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I'm studying about polynomials and interpolation with shamir secret sharing. I have some questions about it.

I found that there are always lower-degrees polynomials that intersects with 2 or more points (passing through 0) with another polynomial of degree at least 3 (in Zp).

Example: Supose a secret sharing scheme with threshold $5$, with the polynomial $x^4$ in $Z_{11}$ and the secret is $0$. Theoretically i could only recover the original polynomial and consequently the independent term (secret = $0$) if i have at least 5 points, right? However, if i combine correctly some shares $(x, f(x))$, i could recover another polynomial with the same independent term, and consequently, the secret. For example, instead of combining 5 points, i could combine the points $(1, 2, 8)$ with their evaluations and recover the polynomial $g(x) = 7x^2 + 5x + 0$. This gives to me the secret $0$.

Now supose all the polynomials $a_4x^4 + a_3x^3 + a_2x^2 + a_1x + a0$ where $\{a_4, a_3, a_2, a_1, a_0\} \in Z_{11}$.

All polynomials of degree 3, 4, ..., $n$ have this property. Some secrets could be recovered with 2, 3, ... points and others only with 2 or 3 or more points. Note that even using less points (2 or 3) its not monotonic.

Questions:

1 - Is it correct to say that there is some kind of "failure" of shamir secret sharing scheme because of this combination of points?

2 - Could i prove that there are always less degree polynomials that intersects with high degree polynomials in point 0 and another one in $Z_p$?

Edit: I've made some experiments.

I have picked all combinations $C^p_2$ and $C^p_3$ of $(x, (fx))$ to all polynomials $ a_3x^3 + a_2x^2 + a_1x + a0$ where $\{a_3, a_2, a_1, a_0\} \in Z_{5}, Z_{7}$ and $a_3 > 0$. I can always recover the secret using less points than the threshold.

Thanks to everyone!

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  • $\begingroup$ In your example, the math just so happens to work out for this one case. It won't in many others. $\endgroup$ – mikeazo Sep 30 '17 at 3:21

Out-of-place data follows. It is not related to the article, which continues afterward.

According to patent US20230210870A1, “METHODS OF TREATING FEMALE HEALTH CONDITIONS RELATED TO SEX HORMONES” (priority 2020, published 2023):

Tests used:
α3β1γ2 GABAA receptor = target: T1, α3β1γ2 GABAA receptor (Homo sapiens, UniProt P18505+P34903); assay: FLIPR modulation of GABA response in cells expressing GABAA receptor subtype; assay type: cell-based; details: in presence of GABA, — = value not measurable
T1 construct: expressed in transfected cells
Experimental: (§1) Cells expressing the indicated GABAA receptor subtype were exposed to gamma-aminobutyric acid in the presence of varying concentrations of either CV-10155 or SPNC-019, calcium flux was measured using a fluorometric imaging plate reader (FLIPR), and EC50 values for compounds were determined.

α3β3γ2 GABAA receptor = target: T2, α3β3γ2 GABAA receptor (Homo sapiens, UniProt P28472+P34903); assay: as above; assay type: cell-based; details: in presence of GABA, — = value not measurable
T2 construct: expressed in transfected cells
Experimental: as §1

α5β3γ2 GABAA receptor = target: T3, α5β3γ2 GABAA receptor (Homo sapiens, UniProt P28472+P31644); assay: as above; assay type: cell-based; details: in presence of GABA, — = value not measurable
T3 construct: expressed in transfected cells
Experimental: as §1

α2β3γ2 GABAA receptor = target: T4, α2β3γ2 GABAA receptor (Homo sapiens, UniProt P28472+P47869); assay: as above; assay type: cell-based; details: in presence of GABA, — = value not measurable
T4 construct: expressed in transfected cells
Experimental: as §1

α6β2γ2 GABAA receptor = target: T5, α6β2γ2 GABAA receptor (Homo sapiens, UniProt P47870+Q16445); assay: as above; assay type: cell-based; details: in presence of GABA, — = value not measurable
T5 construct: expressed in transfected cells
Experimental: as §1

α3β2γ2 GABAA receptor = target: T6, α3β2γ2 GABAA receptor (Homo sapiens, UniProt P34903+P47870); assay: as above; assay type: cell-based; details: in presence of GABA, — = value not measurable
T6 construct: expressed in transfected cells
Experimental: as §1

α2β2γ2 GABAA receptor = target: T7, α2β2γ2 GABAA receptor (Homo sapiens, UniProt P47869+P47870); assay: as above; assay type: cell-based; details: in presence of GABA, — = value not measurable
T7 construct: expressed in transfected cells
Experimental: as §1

• $\begingroup$ Actually it happens in all polynomials of $Z_5$, $Z_7$ and $Z_11$ with my experiments. I have a "feeling" that it happens to all polynomial in all $Z_p$. $\endgroup$ – Rick Sep 30 '17 at 12:08
  • $\begingroup$ But does it happen with all subset of shares? $\endgroup$ – mikeazo Sep 30 '17 at 15:39
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    $\begingroup$ As mikeazo explains this is not a weakness of Shamir's scheme. Algebraically it is because given less than the required number of points on the graph of a polynomial of a bounded degree you can add any point $(0,S)$ to the list of points the graph must go thru, and find a solution for any value $S$ of the secret. Therefore no small set of colluding users can reliably recover the secret unless they have some side information. $\endgroup$ – Jyrki Lahtonen Oct 4 '17 at 5:33
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    $\begingroup$ Actually, if it was impossible to recover the secret without guessing, then the adversary could just try out various combinations and look for the value which isn't possible. Information theoretic security is absolute in that sense - knowing less than the required number of shares is equivalent to knowing nothing, and then you can always guess the secret. Btw, in a setting with 5 shares the polynomial actually could be just degree 4 or even less - $0$ must not be excluded for any of the coefficients to achieve information theoretic security. $\endgroup$ – tylo Oct 4 '17 at 11:01
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I have picked all combinations $C^p_2$ and $C^p_3$ of $(x, (fx))$ to all polynomials $ a_3x^3 + a_2x^2 + a_1x + a0$ where $\{a_3, a_2, a_1, a_0\} \in Z_{5}, Z_{7}$ and $a_3 > 0$. I can always recover the secret using less points than the threshold.

From your comments, it sounds like when you say "I can always recover the secret" what you mean is that there is some subset of shares that results in the correct secret. Not that all subsets of shares always reveals the correct secret.

That is the expected behavior. Under the typical usage of Shamir secret sharing, a subset of fewer than the threshold can use their shares to try to recover a secret, but they will have no idea if they are correct, and their probability of being correct is no better than random guessing.

You said in a comment that "if you consider that the Dealer can be malicious". Shamir never claimed (or proved) the scheme to be secure in the presence of a malicious dealer. For that threat model, you would have to use other schemes.

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